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Scientists say cost of sucking carbon from thin air could tumble

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Maybe we can afford to suck CO2 out of the sky after all

Is that gasoline in the making pouring out of those smokestacks?

The lower price-point would make direct air capture a viable option to start tackling the 20% of global carbon emissions from driving, flying and trucking.

By removing carbon dioxide from the atmosphere and turning it into fresh fuels, through a process known as direct air capture, engineers at a Canadian firm have outlined a "scalable and cost-effective" way to reduce the planet's carbon footprint without having to disrupt industries.

The technology will soon be able to produce gasoline and jet fuel from little more than limestone, hydrogen, and air, researchers said.

In 2011, a pair of influential papers all but sounded the death knell for direct air capture, concluding that the approach would cost almost an order of magnitude more than capturing the greenhouse gas from power-plant stacks. Doing that on a large scale would nearly surely require significant cost reductions, a high price on carbon, or other public policy support.

And new research released this week shows that the process carries a relatively low cost - far lower than initial estimates of USD$600 per ton to remove carbon dioxide from the atmosphere. David Keith in a statement. In 2015, Carbon Engineering launched its first pilot plant for capturing CO2 in British Columbia in Canada.

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While Keith has admitted that there are "hundreds of ways in which we can fail", the technology developments at Carbon Engineering are promising. CE has a pilot plant in Squamish, British Columbia, which has been removing Carbon dioxide from the atmosphere since 2015. The resulting fuel could be made at a relatively low cost of just USD$1 per litre.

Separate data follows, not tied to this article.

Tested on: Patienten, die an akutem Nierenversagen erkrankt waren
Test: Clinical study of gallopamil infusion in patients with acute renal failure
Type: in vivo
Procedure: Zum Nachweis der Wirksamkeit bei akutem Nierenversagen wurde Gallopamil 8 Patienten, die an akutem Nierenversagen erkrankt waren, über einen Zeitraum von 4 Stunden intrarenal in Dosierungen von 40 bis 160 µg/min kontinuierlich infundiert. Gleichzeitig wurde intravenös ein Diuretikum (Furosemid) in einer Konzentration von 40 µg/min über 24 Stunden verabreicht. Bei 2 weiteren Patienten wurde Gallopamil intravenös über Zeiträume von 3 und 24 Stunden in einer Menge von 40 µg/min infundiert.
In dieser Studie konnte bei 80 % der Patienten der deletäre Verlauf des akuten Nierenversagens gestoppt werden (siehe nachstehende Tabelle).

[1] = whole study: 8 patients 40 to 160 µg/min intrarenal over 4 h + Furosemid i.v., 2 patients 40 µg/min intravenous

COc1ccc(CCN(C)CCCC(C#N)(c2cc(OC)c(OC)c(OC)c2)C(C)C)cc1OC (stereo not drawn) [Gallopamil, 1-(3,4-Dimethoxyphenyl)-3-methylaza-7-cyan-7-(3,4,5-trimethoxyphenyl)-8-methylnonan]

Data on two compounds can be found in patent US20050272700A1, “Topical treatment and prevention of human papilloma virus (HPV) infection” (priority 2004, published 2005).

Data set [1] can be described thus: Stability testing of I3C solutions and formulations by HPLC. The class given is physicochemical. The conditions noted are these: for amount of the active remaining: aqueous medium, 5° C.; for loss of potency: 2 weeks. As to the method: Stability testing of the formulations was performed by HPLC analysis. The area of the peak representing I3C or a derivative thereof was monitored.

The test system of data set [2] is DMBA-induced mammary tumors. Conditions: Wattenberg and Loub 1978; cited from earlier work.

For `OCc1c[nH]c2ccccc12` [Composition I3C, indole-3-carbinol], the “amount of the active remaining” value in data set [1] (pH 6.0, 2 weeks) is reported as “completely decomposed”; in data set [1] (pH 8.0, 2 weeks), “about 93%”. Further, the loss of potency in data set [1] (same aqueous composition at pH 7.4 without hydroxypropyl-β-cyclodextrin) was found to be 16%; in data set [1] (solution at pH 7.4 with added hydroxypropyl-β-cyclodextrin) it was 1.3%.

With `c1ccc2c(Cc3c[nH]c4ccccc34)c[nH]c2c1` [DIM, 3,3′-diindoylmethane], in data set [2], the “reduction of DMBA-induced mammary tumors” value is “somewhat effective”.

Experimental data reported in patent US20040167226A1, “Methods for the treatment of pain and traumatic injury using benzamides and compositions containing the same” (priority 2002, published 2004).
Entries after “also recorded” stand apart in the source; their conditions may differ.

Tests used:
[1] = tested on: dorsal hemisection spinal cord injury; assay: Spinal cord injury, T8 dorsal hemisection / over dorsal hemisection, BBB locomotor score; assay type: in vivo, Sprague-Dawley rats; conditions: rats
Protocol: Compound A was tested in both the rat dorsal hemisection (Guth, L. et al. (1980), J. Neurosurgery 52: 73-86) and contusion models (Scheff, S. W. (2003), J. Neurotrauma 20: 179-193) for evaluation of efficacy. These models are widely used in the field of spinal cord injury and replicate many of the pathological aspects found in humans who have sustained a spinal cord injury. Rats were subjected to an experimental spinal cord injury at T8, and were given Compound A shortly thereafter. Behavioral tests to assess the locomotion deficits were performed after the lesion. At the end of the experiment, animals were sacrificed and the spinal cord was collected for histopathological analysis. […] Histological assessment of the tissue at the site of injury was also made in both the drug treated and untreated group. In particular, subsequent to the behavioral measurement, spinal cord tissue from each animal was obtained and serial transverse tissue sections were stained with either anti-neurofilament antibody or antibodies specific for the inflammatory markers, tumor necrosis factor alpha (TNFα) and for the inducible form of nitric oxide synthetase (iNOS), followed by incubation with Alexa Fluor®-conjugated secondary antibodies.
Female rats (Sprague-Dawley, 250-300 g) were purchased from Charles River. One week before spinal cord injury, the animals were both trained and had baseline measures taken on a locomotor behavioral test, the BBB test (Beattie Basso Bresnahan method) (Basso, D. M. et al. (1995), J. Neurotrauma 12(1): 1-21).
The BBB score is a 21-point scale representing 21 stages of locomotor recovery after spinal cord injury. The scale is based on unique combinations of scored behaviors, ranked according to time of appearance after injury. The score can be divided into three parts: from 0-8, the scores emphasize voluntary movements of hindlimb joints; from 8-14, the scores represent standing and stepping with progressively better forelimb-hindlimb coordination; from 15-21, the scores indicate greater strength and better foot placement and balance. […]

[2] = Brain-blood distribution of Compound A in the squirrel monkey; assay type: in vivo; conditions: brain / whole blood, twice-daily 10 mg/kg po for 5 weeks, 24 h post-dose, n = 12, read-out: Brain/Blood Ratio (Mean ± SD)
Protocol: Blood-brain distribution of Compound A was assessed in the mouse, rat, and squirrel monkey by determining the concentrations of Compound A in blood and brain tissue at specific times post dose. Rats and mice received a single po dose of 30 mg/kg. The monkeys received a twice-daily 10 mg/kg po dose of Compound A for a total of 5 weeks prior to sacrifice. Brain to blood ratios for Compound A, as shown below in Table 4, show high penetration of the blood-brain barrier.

The implications of CE's proven DAC technology on climate strategy are twofold - it allows the removal of existing Carbon dioxide from the air to counteract emissions too challenging or costly to eliminate at source, and enables the production of clean fuels that can significantly reduce transportation emissions. The liquid goes through a series of steps that include freezing it into pellets and then transforming it into a slurry. Then, by heating and chemically messing around with the captured carbon, it can be converted into a source of energy that many fuels require. Each day they absorb about a ton of Carbon dioxide, but they're working on blueprints for a much larger facility which could potentially filter a million tons of Carbon dioxide per year.

The British Columbia-based company has been working to bring down costs. Depending on a variety of design options and economic assumptions, the cost of pulling a tonne of Carbon dioxide from the atmosphere ranges between US$94 and $232. Producing new fuel at the end provides a way to pay for the effort. It is now seeking funding to build an industrial-scale version of the plant, which Keith says it can complete by 2021.

The plant draws in air, Carbon dioxide being scrubbed out and eventually combined with hydrogen to form a variety of different liquid fuels.

Don't miss: 'One Piece' Chapter 907 Spoilers: Are Two Emperors Ready to Team Up? Previous attempts to accomplish this priced the feat at around $600 per ton, the BBC reported. If that problem is not addressed, experts stress, the price tag could run into the trillions of dollars in terms of flooding, as oceans rise and the weather grows more volatile, losses in food production and other problems.

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